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Water Matters

Water Matters

This week, the Environmental Protection Agency and the Army Corps’ of Engineers released a final Waters of the U.S. rule clarifying the purview of regulations for the Clean Water Act. While this may sound a little wonky, the Clean Water Act is an incredibly important foundation for environmental protection in the United States. The Clean Water Act, passed in 1972, was intended to restore the environmental integrity of American waters, which were being polluted by chemical, biological, and physical contamination.

In 2001 and again in 2006 in two separate cases, the Supreme Court issued rulings related to the Clean Water Act that left certain portions of the Environmental Protection Agency and Army Corps’ of Engineers’ regulatory capacity in question. The Waters of the U.S. rule, issued this week, was a direct response to those Court cases and will finally clarify that the EPA and Army Corps’ of Engineers can regulate not only bodies of water, but also the upstream sources of those bodies like small rivers and streams. Without the new Waters of the U.S. rule, much environmental regulation would be inadequate to the task of ensuring clean water standards.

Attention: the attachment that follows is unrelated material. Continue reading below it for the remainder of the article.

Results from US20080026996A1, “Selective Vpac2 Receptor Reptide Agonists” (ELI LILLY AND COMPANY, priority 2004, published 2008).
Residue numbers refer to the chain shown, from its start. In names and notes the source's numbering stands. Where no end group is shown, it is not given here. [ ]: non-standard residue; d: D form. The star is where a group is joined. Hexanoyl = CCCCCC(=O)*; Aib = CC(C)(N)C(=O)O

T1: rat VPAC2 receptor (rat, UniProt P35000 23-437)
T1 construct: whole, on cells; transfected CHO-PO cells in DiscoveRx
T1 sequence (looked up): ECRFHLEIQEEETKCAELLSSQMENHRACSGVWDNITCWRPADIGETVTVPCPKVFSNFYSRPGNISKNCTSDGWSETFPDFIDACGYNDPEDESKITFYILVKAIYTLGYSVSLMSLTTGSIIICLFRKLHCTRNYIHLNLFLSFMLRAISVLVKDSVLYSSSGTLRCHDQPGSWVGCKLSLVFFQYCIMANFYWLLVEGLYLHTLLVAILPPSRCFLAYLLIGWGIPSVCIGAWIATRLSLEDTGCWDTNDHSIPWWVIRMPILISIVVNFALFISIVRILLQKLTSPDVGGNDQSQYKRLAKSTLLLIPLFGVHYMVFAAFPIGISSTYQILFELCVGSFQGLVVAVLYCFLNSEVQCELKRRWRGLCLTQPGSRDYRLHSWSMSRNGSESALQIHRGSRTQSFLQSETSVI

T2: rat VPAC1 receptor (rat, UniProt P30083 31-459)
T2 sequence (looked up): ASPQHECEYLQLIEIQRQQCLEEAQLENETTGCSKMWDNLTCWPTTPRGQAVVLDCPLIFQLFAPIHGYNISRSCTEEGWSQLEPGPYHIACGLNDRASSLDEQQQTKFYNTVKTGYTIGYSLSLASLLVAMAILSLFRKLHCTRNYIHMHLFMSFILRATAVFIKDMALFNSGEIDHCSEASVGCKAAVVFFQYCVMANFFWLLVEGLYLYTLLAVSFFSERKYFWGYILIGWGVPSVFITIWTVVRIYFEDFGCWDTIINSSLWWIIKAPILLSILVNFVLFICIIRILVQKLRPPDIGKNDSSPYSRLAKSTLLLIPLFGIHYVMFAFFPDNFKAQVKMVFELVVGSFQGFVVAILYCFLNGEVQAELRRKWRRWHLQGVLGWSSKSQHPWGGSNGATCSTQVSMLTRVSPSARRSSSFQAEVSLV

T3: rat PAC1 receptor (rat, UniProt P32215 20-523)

Barbara Weinstein, Associate Director of Religious Action Center of Reform Judaism, submitted testimony in favor of the rule in November 2014:

Water pollution is an immense environmental and political challenge, and for the Reform Jewish Movement, it is a moral and spiritual challenge as well. Biblical commentary in Kohelet Rabbah (1:4) reminds us that “one generation goes, another comes, but the earth remains the same forever.” We understand that as stewards of the environment, we have a responsibility to safeguard our planet so that future generation will have clean, potable water.

You can read the full testimony here.

On this day, Barbara Weinstein issued a statement commending the rule upon its release:

The new rule’s definition of “Waters of the U.S.” will help protect critical water resources by improving regulation of tributary streams and adjacent waters which, until now, legal uncertainties have too often allowed to be diluted by pollutants. We urge the Environmental Protection Agency to continue to work to protect our natural resources and clarify legal uncertainty and we call on Congress to act as a partner in this important process of protecting the waters that sustain us all.”

You can read the full statement here.

While this rule is an important step, there is certainly much more to be done to ensure that our waters and air are free from pollution. If you’re interested in doing more, talk to your congregation about performing an energy audit and lowering your carbon emissions with the GreenFaith program.

Published: 5/29/2015

Categories: Social Justice